Because maybe you need ordinance delivered to an area with contested airspace.
I agree that in a well-functioning review marketplace a single reviewer (good or bad) should become lost in the noise. That's not what the plaintiff in this case is alleging though -- they're alleging that one person conspired to place eight different negative and fraudulent reviews in an attempt to circumvent said well-functioning review marketplace. Without additional information, this suit may have been placed to avert new negative and fraudulent reviews from being placed.
Random aside: the suit mentions DOES 1 through 10 but contains only 8 allegations.
Wasn't the senate disbanded shortly before the attack?
I don't often comment. Colour me part of the silent somethingority on pretty much everything slashdot-related. Take that as you will.
But I'd like you to be clear: your position is that your 'representative sampling of smart people' (selection bias, much?) is a better judge than the 'crowd of Internet commenters' (who are also your desired readership), and thus if your 'smart' sample approves of your opinions, then you must believe your readership is just a bunch of club-swinging neanderthals who aren't erudite enough to appreciate your drivel and thus need your guiding light to navigate the darkness? Am I getting that right?
Don't confuse the issue by pretending it's all about collaboration and economics of software. It doesn't make sense to try to shoehorn my software idea into an existing framework exclusively due to price and availability. Just because there's a square peg available for free doesn't mean that it'll fit a round problem, even if a square solution may take longer.
I predominately work in computational analysis and have spent a significant portion of my career trying to figure out physical problems (first in video games and now in engineering analysis), particularly in the finite element/CFD domain. That makes OpenFOAM is a classic example for me -- it's the benchmark for open source CFD analysis. But I'm still employed at an engineering firm developing our own numerical analysis tools.
OpenFOAM is quite good at a very small subset of what it claims to do, but it doesn't do *everything* well. Unfortunately, the framework is sufficiently mature at this point that trying to fork it and address those flaws would be a colossal undertaking. This means that for many toolsets, starting from the ground up is simply a more attractive alternative. Could we reuse a few elements deep in the integrators? Maybe, but those would come with their own baggage.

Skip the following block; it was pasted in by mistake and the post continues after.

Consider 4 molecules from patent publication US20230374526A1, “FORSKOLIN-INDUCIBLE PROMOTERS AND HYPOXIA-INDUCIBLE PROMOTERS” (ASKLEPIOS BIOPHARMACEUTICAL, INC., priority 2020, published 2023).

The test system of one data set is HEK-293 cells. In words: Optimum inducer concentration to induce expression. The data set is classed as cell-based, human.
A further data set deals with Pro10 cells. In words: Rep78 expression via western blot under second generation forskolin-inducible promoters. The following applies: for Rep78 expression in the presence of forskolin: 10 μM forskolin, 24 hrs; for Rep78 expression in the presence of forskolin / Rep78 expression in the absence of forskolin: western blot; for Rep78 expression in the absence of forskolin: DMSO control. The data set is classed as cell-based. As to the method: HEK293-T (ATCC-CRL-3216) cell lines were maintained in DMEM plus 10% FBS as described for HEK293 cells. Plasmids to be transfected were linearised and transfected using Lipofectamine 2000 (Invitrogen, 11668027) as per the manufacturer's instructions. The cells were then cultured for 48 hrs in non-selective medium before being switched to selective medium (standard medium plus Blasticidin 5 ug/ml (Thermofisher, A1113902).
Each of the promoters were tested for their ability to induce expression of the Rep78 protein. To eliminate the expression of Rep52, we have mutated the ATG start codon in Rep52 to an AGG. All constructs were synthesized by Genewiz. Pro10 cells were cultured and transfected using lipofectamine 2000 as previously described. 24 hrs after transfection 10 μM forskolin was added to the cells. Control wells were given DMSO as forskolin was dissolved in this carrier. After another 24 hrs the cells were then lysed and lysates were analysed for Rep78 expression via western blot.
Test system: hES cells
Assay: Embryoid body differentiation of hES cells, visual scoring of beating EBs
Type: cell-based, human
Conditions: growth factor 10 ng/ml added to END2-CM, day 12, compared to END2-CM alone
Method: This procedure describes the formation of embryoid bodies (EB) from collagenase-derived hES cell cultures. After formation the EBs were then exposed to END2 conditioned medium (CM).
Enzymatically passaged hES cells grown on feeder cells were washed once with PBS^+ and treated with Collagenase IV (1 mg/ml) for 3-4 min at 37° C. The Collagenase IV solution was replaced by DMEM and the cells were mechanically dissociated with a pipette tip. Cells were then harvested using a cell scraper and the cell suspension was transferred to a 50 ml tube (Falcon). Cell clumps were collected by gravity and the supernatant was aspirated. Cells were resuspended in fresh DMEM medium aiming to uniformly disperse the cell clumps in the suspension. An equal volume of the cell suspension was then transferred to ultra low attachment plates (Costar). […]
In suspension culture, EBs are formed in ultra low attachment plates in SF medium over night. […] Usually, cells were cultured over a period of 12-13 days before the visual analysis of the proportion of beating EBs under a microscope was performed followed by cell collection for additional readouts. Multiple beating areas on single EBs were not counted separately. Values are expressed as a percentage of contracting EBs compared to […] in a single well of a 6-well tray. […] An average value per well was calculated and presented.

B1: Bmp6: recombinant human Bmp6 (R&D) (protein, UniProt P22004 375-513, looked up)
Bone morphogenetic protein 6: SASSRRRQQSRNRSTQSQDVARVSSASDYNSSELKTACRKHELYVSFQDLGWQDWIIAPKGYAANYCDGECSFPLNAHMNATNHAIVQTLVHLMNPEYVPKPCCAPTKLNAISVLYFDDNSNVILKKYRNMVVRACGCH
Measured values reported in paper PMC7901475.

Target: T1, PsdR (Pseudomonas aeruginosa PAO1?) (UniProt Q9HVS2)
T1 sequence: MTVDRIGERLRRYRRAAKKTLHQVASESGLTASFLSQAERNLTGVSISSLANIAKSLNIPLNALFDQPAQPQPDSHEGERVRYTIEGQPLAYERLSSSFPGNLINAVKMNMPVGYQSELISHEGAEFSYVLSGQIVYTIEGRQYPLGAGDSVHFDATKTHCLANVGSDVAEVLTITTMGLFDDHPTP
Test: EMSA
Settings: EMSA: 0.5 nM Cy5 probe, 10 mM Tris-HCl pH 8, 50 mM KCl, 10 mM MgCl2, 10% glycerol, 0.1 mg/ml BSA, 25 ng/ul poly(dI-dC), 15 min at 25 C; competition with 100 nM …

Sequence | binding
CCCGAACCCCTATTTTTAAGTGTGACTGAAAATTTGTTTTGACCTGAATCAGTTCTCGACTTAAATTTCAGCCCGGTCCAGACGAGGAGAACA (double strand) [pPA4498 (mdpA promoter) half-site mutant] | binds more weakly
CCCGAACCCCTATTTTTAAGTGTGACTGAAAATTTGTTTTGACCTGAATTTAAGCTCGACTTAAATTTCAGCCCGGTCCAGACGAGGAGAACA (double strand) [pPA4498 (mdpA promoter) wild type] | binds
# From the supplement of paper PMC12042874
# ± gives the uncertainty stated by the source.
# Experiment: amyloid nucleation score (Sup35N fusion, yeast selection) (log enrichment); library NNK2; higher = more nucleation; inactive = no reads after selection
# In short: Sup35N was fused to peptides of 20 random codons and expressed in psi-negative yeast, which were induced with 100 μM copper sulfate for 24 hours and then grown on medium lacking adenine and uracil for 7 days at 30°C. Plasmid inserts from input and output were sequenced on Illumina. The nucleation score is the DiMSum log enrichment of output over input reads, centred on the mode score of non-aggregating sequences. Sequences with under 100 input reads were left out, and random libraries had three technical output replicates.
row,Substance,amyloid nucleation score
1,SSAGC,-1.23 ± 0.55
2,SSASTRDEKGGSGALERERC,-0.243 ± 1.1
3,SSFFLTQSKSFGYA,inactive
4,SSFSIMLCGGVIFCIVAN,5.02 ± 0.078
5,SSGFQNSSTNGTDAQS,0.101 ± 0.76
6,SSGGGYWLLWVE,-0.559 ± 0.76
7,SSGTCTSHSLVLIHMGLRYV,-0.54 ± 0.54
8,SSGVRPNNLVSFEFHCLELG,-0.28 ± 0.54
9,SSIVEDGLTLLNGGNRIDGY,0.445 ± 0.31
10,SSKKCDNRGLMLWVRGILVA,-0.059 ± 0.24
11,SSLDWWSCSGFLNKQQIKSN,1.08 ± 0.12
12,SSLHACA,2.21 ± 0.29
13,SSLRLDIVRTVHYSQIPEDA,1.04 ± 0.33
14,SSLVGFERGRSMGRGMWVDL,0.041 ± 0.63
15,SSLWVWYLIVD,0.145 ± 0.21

Switching game engines halfway through development says more to me about a lack of proper requirements analysis and planning than it does about the benefits of one engine over another.
I would echo that the 'blind' bit people talk about isn't really "omg I've gone blind and can't see anything!" It's more of just a super blurry thing.
Announcements from executive leadership to ownership are made via boardroom table, not to reporters.
If you want to make an argument that Dell's 'announcement' was made to Dell customers or partners, you might be able to make a case. But the thought that they're 'announcing' this to rally support of shareholders is laughable.
There's a wide gulf between what they could have reasonably expected and what they received once on set. In what universe do you reside that makes questions like "Do you think the teams with women on them are at a disadvantage?" acceptable? Even if it's to generate 'value for their investment.'
While I understand your sentiment, he wasn't arrested for refusing to provide consent for a search - that's still quite illegal. He was 'arrested in connection with the street robbery and taken away.'
The real issue as I see it with this ruling is that the hypothetical other occupant could be manipulated into providing consent. Eg, "Occupant A, if you don't let us search, we're going to arrest you on [insert something that an officer can dream up to get an arrest], but if you let us search your house for evidence against occupant B, then maybe we'll just forget about that for now."
The situation you're referring to is seasonal abuse of the EI system where employers pay salary during the season and then lay them off at the end of the season, after which the workers collect EI until the next season starts. This works largely because those workers work sufficient hours during that period to qualify for EI. "New" workers are seldom if ever hired to replace those laid off workers as there's simply no work to do.
As a side note, this abuse is in no way limited to the Maritimes. You see exactly the same sort of abuse in any seasonal industry in Canada (see: oilpatch).
EI reforms have been slow and have met with extreme resistance from both social and business groups. If you want to draw coarse circles around issues, then a big one is the blanket EI system that operates with so few parameters that allow this sort of abuse.
This one is my favorite. Why any retailer is running Windows on a POS PC is beyond anyone that knows how computers work. It should be illegal.
So you're saying that you're a security by obscurity advocate then.
Not running on an embedded Windows installation might seem like a safe bet, but as TFA mentions, this vector had to do with processing the payments in the clear -- simply running another OS doesn't necessarily give you that for free.
And of course that was the wrong quote. Epic
>Except for the problem that being a single parent is 100% an individual choice for individuals born with their reproductive systems on the inside.
Way to generalize and automagically convict via the 'Think of the Children' Act anyone who suggests a cut to food programs.